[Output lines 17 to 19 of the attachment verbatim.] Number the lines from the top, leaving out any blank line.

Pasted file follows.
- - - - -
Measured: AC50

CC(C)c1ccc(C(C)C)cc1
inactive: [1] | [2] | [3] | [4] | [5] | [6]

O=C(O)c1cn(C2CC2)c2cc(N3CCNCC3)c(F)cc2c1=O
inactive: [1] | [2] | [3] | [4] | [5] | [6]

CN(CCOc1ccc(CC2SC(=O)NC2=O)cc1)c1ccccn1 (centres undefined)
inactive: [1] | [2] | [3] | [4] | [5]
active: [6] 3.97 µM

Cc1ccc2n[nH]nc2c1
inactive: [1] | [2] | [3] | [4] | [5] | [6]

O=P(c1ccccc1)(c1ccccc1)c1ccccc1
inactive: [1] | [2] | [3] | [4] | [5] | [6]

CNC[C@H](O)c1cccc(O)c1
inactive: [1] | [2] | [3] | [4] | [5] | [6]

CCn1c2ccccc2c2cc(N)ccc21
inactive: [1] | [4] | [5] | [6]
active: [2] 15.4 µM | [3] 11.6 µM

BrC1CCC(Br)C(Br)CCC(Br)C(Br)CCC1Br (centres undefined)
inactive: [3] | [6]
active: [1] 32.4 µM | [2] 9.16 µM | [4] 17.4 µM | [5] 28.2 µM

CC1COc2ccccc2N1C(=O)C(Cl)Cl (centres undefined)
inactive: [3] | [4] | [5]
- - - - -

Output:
active: [2] 15.4 µM | [3] 11.6 µM

BrC1CCC(Br)C(Br)CCC(Br)C(Br)CCC1Br (centres undefined)
inactive: [3] | [6]